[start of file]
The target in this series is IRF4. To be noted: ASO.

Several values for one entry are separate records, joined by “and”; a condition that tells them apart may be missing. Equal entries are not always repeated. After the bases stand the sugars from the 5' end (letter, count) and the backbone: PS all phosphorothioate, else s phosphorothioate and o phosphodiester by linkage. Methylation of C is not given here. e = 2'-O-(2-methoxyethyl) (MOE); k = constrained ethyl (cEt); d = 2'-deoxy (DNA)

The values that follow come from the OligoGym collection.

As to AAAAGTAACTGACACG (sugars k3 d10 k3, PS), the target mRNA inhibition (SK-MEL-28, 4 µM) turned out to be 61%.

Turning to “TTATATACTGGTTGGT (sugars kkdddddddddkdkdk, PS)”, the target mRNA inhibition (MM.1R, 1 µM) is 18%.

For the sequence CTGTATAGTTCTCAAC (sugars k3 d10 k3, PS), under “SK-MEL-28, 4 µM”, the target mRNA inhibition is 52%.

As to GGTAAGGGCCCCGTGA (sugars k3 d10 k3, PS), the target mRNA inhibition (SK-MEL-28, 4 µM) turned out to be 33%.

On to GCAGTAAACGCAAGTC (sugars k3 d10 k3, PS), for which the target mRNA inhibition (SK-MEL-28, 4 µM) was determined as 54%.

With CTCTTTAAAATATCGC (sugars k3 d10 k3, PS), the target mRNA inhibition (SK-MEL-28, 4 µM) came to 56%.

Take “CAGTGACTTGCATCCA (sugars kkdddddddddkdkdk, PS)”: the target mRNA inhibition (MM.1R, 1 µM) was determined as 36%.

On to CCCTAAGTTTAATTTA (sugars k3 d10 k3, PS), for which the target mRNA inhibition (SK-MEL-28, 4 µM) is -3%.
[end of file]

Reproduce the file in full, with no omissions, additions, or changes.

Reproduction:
The target in this series is IRF4. To be noted: ASO.

Several values for one entry are separate records, joined by “and”; a condition that tells them apart may be missing. Equal entries are not always repeated. After the bases stand the sugars from the 5' end (letter, count) and the backbone: PS all phosphorothioate, else s phosphorothioate and o phosphodiester by linkage. Methylation of C is not given here. e = 2'-O-(2-methoxyethyl) (MOE); k = constrained ethyl (cEt); d = 2'-deoxy (DNA)

The values that follow come from the OligoGym collection.

As to AAAAGTAACTGACACG (sugars k3 d10 k3, PS), the target mRNA inhibition (SK-MEL-28, 4 µM) turned out to be 61%.

Turning to “TTATATACTGGTTGGT (sugars kkdddddddddkdkdk, PS)”, the target mRNA inhibition (MM.1R, 1 µM) is 18%.

For the sequence CTGTATAGTTCTCAAC (sugars k3 d10 k3, PS), under “SK-MEL-28, 4 µM”, the target mRNA inhibition is 52%.

As to GGTAAGGGCCCCGTGA (sugars k3 d10 k3, PS), the target mRNA inhibition (SK-MEL-28, 4 µM) turned out to be 33%.

On to GCAGTAAACGCAAGTC (sugars k3 d10 k3, PS), for which the target mRNA inhibition (SK-MEL-28, 4 µM) was determined as 54%.

With CTCTTTAAAATATCGC (sugars k3 d10 k3, PS), the target mRNA inhibition (SK-MEL-28, 4 µM) came to 56%.

Take “CAGTGACTTGCATCCA (sugars kkdddddddddkdkdk, PS)”: the target mRNA inhibition (MM.1R, 1 µM) was determined as 36%.

On to CCCTAAGTTTAATTTA (sugars k3 d10 k3, PS), for which the target mRNA inhibition (SK-MEL-28, 4 µM) is -3%.